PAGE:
Thursday, May 26, 2011

Monkeypuzzle: The Ghost and Mrs. Muir

 The Movie
   If this isn't the most misleading movie poster, I don't know what is - I wonder how many males it lured into seeing this sweet romantic film with the expectation of Gene Tierney in tight-fitting evening wear. Instead she spends the bulk of the film wrapped in turn-of-the-century widow's weeds and long gowns with her hair in a prim bun.
   This is just a great movie.  The Ghost and Mrs. Muir (1947, directed by Joseph L. Mankiewicz) is a quiet romance, but all of the main characters have enough edge and willfulness that the story never turns saccharine, and the minor players are acted with humor. 
   The story opens with Lucy (Gene Tierney), widowed for a year, declaring to her in-laws that it's time for herself and her daughter to move out.  This doesn't go over well, but Lucy is determined.  She takes herself to the rental agent and, after seeing and admiring Gull Cottage, she determines on the spot to take it.  The agent is concerned, but rents it to her.  She, her daughter Anna (Natalie Wood) and their longtime housekeeper Martha Huggins (Edna Best) move in, but it isn't long before Lucy discovers that the cottage is haunted by its former owner, an adventuring sea captain (Rex Harrison)...

   A point of contention develops between Lucy and the Captain when she cuts down the monkey puzzle tree in the front yard of the cottage.  I have always wondered what a monkey puzzle tree was - was it imaginary - and is the Captain right about the name?

The Monkey Puzzle Tree
   There is such a thing as a monkey puzzle tree (Araucaria araucana), and they are apparently very popular in botanical gardens and as decorative trees.  Originally from Chile and southern Argentina, the monkey puzzle is a type of evergreen or conifer with very persistent leaves that can last for 10-15 years.  In its native range, the monkey puzzle grows in the lower-middle elevations of the Andes in areas receiving high snowfall in winter, and it can grow up to 70 feet tall.  As mentioned previously, it's a popular choice for decorative gardens in other regions as long as the climate is temperate - such as coastal England, where The Ghost and Mrs Muir is set.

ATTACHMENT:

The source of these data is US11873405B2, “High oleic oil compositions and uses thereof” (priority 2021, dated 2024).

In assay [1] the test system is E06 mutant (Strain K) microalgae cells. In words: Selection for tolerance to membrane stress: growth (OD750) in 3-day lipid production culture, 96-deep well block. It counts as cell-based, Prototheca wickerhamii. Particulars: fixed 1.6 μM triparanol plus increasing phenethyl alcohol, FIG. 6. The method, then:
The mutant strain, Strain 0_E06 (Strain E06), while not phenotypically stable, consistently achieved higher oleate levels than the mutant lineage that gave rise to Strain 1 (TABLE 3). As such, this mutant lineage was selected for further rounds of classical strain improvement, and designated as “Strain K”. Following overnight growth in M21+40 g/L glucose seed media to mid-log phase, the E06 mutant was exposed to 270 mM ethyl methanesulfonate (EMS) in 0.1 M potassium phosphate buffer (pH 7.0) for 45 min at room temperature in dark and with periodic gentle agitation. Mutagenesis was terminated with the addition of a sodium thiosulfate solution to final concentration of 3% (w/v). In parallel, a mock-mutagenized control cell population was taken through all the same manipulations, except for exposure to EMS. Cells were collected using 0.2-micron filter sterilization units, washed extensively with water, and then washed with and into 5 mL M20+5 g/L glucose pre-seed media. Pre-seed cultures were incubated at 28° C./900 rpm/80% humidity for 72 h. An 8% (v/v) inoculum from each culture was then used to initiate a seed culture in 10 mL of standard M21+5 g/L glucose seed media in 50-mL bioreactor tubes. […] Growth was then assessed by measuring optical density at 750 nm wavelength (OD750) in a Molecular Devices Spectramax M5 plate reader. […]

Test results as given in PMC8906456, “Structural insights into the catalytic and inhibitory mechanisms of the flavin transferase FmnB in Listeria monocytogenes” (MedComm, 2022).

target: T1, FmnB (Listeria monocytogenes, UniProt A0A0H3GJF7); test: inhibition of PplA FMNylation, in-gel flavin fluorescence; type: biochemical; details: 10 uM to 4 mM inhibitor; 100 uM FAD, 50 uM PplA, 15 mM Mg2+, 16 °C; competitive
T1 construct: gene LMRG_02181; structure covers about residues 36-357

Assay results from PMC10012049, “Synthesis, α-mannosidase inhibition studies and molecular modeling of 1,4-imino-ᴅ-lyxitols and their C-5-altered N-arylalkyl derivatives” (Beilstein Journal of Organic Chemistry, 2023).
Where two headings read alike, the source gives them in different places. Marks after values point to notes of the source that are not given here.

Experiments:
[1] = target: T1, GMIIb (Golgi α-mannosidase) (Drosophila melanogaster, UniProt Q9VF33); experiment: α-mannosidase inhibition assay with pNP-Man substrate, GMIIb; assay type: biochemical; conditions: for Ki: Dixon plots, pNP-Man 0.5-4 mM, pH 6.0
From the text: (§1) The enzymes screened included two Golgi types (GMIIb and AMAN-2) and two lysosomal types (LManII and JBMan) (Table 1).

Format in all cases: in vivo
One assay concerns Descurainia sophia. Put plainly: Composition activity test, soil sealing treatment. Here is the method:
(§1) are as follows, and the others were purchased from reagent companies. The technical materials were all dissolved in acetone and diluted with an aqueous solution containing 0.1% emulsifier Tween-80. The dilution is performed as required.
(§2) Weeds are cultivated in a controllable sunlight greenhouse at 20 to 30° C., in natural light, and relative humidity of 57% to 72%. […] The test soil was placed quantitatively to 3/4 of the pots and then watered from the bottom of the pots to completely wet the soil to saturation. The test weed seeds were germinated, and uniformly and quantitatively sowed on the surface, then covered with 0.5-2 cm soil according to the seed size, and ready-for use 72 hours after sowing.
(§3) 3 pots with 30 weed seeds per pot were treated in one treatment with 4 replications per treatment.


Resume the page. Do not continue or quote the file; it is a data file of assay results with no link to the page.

The Captain was right - the 'Monkey puzzle' name comes from a specific anecdote, where an owner of one of the earliest examples of the species grown in England, in around 1850 in Cornwall, described the tree as something that would 'puzzle a monkey to climb'.  The species was first introduced to England in 1795 by the naval surgeon on Captain George Vancouver's ship, who had been served a meal of the seeds in Chile.

   The monkey puzzle is the national tree of Chile, and is currently listed as Vulnerable on the IUCN (International Union of Conservation of Nature) Red List because of logging for timber and for the creation of agricultural land in its native range.  Current conservation efforts include mapping the distribution of the plant and developing infrastructure for restoration.  In addition to being a popular decorative plant, the seeds of A. araucana have been used as food by the Chileans.  The seeds are easily harvested when the cones drop, but this has not been developed as an agricultural crop because it takes a monkey puzzle 30-40 years to mature enough to produce seeds - a real barrier to efforts to restore naturally-propagating forests.

Links and Sources
Monkey Puzzle Tree, UNEP
Araucaria araucana, Wikipedia
Monkey Puzzle Tree, Global Trees Campaign
Monkey Puzzle Silviculture,
Monkey Puzzle Tree, IUCN


  1. Mr. Coombs was the one explaining the "monkee-puzzle" nickname.

  2. Great observation on the movie poster. One other thing to mention is the haunting musical theme played throughout the film.